The 15km diameter sphere of interest assumes that commuting to the center from the edge will take a person riding at 15kph for around 30 minutes using linear park networks where they won’t be interrupted by cars.
The position of the circle reflects an aim to encompass four things. First, a flat region. Second, linear voids such as rail corridors, rivulets, and the edges of larger bodies of water. Third, parks. And last but not least, large lots with redevelopment potential.
The epicenter is not the harbor of maritime days or Central Station that mattered in the early twentieth century, but Alexandria Canal. Redevelopment to consolidate a population of cyclists in the area needn’t mean pushing warehousing and logistics functions to the city’s edge. My proposal (above) is for terraces in the air, served by aerial streets winding their way to the ground to encourage you always to leave your apartment by bike.
The podium level responds to the logistics function of this part of Sydney but takes logistics into the 21st century. With major profit-driven parcel companies like DHL and FedEx finding they can do their rounds in European cities faster with electric assist trikes, the time is approaching when many Sydney-based couriering companies will also switch to cycle logistics. The few minutes a pedelec trike might lose getting to the city from the new cycle logistics facility occupying the ground floor of this development would be more than made up for during their rounds since pedelec trikes have access to pedestrian areas and bike infrastructure and never lose time finding places to park right outside of their destinations.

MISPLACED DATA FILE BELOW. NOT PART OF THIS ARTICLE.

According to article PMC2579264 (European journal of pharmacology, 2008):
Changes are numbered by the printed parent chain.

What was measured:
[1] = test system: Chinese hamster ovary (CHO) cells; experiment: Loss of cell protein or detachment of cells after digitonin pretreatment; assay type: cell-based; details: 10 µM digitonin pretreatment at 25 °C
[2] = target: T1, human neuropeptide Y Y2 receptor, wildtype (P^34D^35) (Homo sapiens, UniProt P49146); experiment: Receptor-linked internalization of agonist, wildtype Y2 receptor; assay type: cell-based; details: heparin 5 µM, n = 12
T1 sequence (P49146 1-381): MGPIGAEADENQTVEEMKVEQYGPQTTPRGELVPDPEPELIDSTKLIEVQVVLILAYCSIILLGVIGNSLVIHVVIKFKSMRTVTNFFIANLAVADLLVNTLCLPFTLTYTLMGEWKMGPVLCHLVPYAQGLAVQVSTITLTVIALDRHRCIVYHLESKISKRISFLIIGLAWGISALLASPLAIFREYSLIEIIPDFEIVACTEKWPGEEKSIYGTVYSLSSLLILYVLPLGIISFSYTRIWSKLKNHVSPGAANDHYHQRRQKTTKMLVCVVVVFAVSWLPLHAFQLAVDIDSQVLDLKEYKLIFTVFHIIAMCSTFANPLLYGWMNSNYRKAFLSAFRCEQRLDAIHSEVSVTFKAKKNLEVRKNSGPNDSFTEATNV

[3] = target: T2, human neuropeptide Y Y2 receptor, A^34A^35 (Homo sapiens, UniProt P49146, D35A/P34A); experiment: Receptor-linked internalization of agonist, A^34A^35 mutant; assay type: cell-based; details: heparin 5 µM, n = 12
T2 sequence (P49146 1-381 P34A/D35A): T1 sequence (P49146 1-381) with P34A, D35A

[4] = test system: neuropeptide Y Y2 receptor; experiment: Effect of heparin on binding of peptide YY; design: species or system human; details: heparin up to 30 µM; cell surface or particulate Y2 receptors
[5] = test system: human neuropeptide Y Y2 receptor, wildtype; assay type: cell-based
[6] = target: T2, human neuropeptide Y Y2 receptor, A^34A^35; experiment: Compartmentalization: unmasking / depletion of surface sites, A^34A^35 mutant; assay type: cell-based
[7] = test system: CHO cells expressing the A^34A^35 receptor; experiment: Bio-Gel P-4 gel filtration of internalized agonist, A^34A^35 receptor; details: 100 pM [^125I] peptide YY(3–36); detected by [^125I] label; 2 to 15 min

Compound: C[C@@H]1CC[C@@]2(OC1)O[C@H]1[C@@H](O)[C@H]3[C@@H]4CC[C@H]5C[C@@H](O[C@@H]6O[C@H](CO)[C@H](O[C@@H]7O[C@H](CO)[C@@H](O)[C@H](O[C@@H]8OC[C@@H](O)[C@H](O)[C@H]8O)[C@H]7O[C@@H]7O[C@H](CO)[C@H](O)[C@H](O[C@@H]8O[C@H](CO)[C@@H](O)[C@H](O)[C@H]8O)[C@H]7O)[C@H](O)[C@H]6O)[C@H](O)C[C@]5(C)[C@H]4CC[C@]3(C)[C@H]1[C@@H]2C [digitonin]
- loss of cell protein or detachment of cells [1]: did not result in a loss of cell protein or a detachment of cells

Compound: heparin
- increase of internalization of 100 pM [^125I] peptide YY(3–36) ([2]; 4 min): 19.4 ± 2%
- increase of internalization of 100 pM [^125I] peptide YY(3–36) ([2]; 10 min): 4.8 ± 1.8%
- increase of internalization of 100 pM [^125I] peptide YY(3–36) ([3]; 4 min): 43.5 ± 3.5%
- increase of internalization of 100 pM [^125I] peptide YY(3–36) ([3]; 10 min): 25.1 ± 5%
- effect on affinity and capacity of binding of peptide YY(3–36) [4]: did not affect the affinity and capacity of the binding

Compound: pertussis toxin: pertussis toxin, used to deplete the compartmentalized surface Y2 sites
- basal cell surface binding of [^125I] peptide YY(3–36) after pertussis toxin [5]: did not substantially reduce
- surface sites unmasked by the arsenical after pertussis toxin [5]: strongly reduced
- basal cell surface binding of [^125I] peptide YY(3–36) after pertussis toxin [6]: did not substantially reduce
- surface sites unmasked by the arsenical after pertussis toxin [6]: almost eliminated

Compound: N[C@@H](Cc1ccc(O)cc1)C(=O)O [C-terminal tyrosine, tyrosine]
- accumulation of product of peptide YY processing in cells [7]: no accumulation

This development opportunity was revealed through [re]cycle-space mapping. The site is within the vague epicentre of a 15km diameter portion of Sydney that is: 1. relatively flat; 2. rich in nonvehicular easements such as rail corridors and waterways that could double as bicycle highways, and 3. filled with potential for other mixed-use developments on low use industrial land.
Throughout the ages, mapping techniques have been developed that reflect the mindset and construction needs of the time. At Cycle-Space International, we thought it was high time the urban cycling renaissance had its own mapping method. It reveals at a glance the potential for bicycle-oriented redevelopment in a blighted city such as Detroit… or a smaller-scale post-industrial city, such as my home town of Newcastle, Australia… or the possibility of reconsidering the total ban on bike transport in Venice…or the scope for building new parts of Amsterdam around cycling—remembering that the old parts were built around horses.
Naturally, we welcome your comments and feedback. [Re]cycle-space maps are part of a service we offer to cities to help them start thinking about sustainable development paradigms.
Cycle Space International Pty Ltd. reserves all proprietary rights to the method described, which Dr. Steven Fleming developed with Benjamin Thorp, Charlotte Morton, Amy Pedder, and Harriet Elliot. Thanks to David Borella and Rebecca Short for the tour of Alexandria Canal and David Holowka for the Brooklyn and Queens bike tours. Thanks also to the University of Canberra for some early commissions that helped with our commercialization of this technique.